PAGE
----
Today we publicly release COSMOS2020, a catalogue of almost a million sources with photometric redshifts and stellar masses in the COSMOS field. COSMOS2020 is described fully in this paper, which has been accepted for publication in the Astrophysical Journal. We are also providing a python notebook showing how to use the catalogues.
Released around five years ago, the COSMOS2015 catalogue has become one of the most widely used catalogues in cosmology (a quick check on ADS reveals almost 600 citations). In 2019, with the arrival of the UltraVISTA data release four together with new very deep Hyper-Suprime-Cam data, it was time to revisit COSMOS2015 and construct a new catalogue. Like COSMOS2015, this would be a near-infrared selected catalogue, but this time it would be based on much deeper and newer data. We had a kick-off meeting in June 2018 in Copenhagen.
Some important people, however, had not yet joined the project: two PhD students, John Weaver (DAWN, autumn 2018), and Marko Shuntov (IAP, autumn 2019). Since that time, as well, Olivier Le Fèvre is no longer with us, and Peter Capak has left astronomy.
We started work in earnest in late 2018: the first step was to assemble at IAP on our CANDIDE cluster all pixels which would be used for COSMOS2020: the UltraVISTA DR4 infrared survey, the latest Subaru Hyper-Suprime Cam data (which took almost a month to download from Japan) and all the Spitzer IRAC data ever taken in COSMOS. Into that mix we added all the old Suprime-Cam data which we’d used in previous COSMOS catalogue releases, together with all the U-band data ever taken at CFHT. That dataset included new data for the CLAUDS project, which was processed by Stephen Gwyn at the CADC. At IAP, Andrea Moneti has played a crucial role in processing the UltraVISTA DR4 data, the IRAC data and re-processing the Suprime-Cam PDR2 data.
The key to any photometric redshift measurement is, well, photometry. In all previous COSMOS catalogues, we measured galaxy colours using ”aperture” photometry, where flux measurements are added up in circular apertures. However, for the very deep images used in COSMOS2020, where objects could be blended with neighbours therefore have corrupted photometry, profile-fitting techniques can provide better results. Therefore, John started working hard to adapt Dustin Lang’s Tractor code to make photometric measurements on COSMOS stacks. At the same time, Olivier K. started a parallel effort to compute photometry using the same techniques as in previous catalogues, so we could assess what gains came from using Tractor.
In January 2020, we had a meeting at IAP to plan out the production of the catalogues, now that at all the pieces were in place: the data processing had been completed and pixels were ready to be measured.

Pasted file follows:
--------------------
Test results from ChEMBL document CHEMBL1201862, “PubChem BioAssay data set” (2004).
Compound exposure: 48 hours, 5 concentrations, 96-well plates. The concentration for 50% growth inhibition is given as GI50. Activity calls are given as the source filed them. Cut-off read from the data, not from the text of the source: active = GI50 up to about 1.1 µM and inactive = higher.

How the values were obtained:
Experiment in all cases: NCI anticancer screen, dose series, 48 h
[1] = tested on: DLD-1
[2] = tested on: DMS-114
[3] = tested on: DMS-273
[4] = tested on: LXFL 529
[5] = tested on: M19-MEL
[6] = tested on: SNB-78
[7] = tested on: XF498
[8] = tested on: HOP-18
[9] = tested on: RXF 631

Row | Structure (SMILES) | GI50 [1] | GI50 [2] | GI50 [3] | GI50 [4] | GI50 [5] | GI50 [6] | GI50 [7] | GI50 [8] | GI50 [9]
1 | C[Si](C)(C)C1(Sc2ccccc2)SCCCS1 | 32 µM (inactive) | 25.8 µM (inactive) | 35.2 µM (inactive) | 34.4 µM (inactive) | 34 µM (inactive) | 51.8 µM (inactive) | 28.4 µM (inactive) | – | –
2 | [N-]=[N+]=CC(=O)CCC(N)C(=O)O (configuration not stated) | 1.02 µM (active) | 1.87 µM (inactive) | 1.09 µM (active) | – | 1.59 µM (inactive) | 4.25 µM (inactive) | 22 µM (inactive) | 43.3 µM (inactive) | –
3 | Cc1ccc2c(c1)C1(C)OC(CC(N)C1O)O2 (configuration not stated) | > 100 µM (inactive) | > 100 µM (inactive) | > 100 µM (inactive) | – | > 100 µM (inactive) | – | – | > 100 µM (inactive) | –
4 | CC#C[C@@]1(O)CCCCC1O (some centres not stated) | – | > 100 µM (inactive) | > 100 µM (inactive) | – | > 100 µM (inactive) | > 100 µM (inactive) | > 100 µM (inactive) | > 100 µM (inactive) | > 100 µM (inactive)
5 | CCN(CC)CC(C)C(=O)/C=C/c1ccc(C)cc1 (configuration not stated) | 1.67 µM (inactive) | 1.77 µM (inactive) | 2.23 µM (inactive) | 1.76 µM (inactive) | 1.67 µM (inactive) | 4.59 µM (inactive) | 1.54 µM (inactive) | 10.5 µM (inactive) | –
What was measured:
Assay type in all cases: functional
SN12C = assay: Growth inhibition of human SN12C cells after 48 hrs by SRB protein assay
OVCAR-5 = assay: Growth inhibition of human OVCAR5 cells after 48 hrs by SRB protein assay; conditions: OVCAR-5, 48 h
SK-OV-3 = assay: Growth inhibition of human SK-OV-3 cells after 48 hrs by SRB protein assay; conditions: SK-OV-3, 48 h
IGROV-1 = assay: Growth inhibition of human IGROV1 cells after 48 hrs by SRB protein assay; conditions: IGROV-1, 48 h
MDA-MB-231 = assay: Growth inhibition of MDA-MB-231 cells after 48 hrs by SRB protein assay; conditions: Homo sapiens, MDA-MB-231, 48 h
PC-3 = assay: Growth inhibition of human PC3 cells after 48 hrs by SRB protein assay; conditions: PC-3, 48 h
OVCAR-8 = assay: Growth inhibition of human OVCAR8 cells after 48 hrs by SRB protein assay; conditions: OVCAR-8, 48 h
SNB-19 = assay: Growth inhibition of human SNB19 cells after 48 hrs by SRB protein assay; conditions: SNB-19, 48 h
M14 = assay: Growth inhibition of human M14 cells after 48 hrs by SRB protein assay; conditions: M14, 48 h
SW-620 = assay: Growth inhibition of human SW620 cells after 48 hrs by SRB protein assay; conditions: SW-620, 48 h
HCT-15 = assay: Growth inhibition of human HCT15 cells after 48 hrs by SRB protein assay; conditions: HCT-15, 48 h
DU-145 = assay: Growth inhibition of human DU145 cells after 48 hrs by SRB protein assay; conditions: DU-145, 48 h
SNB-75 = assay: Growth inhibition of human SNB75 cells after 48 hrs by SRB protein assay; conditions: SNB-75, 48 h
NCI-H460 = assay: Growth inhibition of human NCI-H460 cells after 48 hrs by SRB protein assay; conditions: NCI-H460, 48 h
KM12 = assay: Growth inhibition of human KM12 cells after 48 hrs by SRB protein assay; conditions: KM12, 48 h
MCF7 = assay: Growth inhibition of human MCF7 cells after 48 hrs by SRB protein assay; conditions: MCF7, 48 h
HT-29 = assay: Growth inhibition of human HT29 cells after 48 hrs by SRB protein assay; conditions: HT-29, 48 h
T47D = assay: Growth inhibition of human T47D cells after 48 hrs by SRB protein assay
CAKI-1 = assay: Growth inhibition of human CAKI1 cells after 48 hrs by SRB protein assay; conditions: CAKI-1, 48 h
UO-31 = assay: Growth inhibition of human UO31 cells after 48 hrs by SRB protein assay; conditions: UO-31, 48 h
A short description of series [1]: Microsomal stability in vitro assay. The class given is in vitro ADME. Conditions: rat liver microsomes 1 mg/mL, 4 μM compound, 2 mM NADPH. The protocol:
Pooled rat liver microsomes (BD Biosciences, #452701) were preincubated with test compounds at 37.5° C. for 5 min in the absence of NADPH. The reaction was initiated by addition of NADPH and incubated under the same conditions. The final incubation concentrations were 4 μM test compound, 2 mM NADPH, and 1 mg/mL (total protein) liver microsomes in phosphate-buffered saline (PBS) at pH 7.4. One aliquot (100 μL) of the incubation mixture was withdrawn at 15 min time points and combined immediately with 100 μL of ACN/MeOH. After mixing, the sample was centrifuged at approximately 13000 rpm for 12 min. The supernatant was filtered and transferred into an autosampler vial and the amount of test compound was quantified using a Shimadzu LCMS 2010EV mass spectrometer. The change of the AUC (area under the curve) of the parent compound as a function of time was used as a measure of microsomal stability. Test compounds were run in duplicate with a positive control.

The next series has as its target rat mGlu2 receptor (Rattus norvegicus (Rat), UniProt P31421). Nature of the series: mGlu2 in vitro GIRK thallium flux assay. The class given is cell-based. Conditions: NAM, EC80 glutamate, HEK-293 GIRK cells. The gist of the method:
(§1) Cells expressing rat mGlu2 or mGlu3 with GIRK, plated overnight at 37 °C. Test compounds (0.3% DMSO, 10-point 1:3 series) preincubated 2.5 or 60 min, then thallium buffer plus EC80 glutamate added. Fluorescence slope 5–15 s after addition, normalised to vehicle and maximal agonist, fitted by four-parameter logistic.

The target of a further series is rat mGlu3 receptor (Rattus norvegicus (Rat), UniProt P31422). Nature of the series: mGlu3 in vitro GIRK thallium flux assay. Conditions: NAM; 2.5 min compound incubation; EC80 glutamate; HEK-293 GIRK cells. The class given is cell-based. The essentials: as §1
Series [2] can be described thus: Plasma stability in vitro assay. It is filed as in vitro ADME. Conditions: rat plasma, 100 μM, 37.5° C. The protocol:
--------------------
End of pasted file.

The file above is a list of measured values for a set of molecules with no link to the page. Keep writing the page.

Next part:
Little did we know that only a few weeks later we would be in lockdown, and that this would be our last in-person meeting. But we had already worked together on this project for the better part of the year, and the lockdown meant that we had more time to devote to COSMOS2020. We cancelled the COSMOS meeting planned for June in Paris, but we were sure we could have a preliminary catalogue ready for the end of the summer.
There was one last step: from photometry to photometric redshifts. In the past, we had used lephare developed by Olivier Ilbert and Stephane Arnouts; we also wanted to try eazy, a code developed by Gabriel Brammer.
By the time our (remote) COSMOS meeting rolled around in autumn 2021, we found we had not one but four catalogues; two separate photometric catalogues and in each photometric catalogue two separate photometric redshift determinations. Would we release all four redshift measurements and both photometric catalogues? At first, it seemed better to have only one catalogue. However, we soon realized that having potentially four different redshift measurements for each source could help a lot in edge cases where the measurement were particularly challenging — for instance, high redshift galaxies. Looking in the catalogues, we were amazed to find many convincing-looking high-redshift galaxies. In most cases, the four redshift solutions matched up. But in one or two cases, profile-fitting methods showed a high-redshift solution, whereas conventional aperture photometry preferred lower-redshift solutions — because in those cases, photometry in certain cases was corrupted by neighbouring sources. These sources will hopefully be followed up by a JWST program in the next few months.
COSMOS2020 lays the groundwork for our much larger Cosmic dawn survey which is currently underway. This survey will support ESA’s Euclid mission by gathering very deep data on Euclid‘s calibration fields, which includes COSMOS. The COSMOS field is also the target of the largest public survey which will be carried out on JWST, COSMOS-Web, which will map out very deeply the COSMOS field.
Today, many articles are currently under preparation for COSMOS2020 data. We can’t wait to see all the exciting science the world-wide astronomical community will make with our catalogues!